At around 750m in height I decided that I would ask the group what they wanted to do. We had to lie down on the path to talk to each other but a consensus was quickly reached – it was not sensible to carry on and in any case it wasnít much fun. We descended, disappointed but safe and with everyone in one piece.
Alan Hinkes, the highly experienced mountaineer and guide talks about making proper mountaineering decisions. His contention is that no mountain is worth injuring yourself and making the right decision at the right time about whether to carry on or return another day can often be the hardest decision of all. On Helvellyn this Saturday morning the decision wasnít, in the end, that difficult but it was the right decision. What we experienced was annoying and disappointing but thatís mountains and their occasional infernal conditions.
Thank you to John and Julie for helping out – your expertise, support and good humour is invaluable.
South Middleton to Ingram
After the winds of yesterday Sundance had danced the night away a least in his dreams.
Sunday was bright but breezy but and a big BUT not as windy as yesterday. The group and mini bus left Ingram by 10.00 and drove round to S. Middleton, what a difference when we were dropped off last month it was cold windy and wet (very).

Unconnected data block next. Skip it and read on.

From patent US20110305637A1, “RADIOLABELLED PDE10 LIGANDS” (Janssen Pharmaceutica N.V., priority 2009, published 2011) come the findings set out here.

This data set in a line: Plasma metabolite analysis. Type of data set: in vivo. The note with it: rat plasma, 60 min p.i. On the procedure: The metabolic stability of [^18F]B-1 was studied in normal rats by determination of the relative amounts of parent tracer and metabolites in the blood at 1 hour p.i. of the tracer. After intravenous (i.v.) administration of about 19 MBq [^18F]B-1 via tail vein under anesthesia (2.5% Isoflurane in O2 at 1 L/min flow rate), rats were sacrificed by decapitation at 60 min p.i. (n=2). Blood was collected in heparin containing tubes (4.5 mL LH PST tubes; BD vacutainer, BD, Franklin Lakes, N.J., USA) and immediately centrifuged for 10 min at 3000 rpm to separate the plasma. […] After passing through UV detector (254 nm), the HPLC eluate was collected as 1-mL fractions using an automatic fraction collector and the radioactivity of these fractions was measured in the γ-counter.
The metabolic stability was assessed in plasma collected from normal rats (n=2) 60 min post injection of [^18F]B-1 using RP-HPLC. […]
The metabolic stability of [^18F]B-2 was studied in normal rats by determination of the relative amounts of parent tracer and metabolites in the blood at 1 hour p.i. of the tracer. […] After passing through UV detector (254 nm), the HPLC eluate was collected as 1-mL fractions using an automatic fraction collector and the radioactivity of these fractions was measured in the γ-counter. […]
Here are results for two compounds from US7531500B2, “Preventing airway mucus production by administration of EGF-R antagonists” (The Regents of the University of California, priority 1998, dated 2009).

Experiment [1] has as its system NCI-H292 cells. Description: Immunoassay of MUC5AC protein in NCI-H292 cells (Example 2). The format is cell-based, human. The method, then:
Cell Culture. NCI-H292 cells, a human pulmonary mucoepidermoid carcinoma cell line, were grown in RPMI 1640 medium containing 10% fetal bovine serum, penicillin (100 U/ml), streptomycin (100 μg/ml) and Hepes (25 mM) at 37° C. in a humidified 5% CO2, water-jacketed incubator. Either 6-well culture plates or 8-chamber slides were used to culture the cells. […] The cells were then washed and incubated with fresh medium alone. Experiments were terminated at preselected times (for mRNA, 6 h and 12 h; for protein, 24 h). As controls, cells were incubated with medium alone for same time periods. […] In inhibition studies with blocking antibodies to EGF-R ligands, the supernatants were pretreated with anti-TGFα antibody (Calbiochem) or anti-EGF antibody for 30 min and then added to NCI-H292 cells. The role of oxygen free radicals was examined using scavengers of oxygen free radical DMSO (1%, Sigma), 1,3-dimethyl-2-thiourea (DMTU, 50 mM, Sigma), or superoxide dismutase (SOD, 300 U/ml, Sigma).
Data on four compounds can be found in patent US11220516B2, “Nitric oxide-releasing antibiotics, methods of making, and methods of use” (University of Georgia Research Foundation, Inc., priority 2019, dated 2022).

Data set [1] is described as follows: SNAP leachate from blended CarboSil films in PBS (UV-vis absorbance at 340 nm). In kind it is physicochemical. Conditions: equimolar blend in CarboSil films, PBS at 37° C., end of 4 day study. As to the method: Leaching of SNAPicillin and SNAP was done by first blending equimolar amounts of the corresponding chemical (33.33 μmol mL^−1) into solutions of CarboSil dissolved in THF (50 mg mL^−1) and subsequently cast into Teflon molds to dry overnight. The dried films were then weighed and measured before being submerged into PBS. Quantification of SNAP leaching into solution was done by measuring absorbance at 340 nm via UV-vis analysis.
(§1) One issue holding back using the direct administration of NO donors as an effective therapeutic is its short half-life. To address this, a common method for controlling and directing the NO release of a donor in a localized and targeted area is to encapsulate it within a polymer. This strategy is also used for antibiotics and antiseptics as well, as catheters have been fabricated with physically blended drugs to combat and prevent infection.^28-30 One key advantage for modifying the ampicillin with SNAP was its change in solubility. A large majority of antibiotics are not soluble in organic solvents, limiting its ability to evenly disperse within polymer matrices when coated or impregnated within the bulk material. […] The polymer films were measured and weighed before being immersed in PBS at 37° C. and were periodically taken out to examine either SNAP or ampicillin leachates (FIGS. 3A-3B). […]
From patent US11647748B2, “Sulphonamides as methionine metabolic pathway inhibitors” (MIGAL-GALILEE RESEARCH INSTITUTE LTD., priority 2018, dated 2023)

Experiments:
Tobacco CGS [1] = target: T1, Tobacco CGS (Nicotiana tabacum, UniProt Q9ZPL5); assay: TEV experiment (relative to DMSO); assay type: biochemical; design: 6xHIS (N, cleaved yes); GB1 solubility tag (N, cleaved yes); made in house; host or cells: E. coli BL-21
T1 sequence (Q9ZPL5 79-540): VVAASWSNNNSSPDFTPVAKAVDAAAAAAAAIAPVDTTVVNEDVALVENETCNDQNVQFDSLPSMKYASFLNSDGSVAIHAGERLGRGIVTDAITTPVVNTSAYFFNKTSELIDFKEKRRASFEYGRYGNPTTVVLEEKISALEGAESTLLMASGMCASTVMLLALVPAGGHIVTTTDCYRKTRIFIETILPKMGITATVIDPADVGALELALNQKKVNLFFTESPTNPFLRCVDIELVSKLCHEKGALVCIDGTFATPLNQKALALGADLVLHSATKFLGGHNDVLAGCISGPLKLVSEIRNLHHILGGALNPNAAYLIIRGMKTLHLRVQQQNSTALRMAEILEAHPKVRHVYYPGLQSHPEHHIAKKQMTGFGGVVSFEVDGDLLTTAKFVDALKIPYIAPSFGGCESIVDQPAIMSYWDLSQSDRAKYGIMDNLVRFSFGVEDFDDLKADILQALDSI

Leaving South Middleton we followed a good farm track that climbed up away from the cultivated fields and on to the open fell side. We left the farm track at Middleton Dean Farm. And followed a good footpath over fairly non-descript fell until we descended a little to a small footbridge over a small burn and being fairly sheltered from the wind we stopped for our first lunch stop.
After lunch we followed the path uphill passing the Dodd Farm and once more ended up walking over non descriptive fell. We drifted a little of the path and Mike decided to walk up hill into a very wet boggy area and much to every ones delight ended up with wet feet as his boots leak. Passing the site of a medieval village the path gradually descended to Green Law.
After a couple of Kís walk along the road and then a farm track we arrived for lunch stop number 2 again sheltered from the wind and sitting next to the R. Breamish (were some one paddled there feet). Leaving the Breamish behind we past Alnmoor farm and then climbed the steep path up to Chesters. The path slowly descended into a small wooded valley before a steep climb brought us to Brown Hart Law.
It was now all down hill to Ingram village and very quickly to our cars and the end of a pleasant days walk with some stunning views of the surrounding countryside.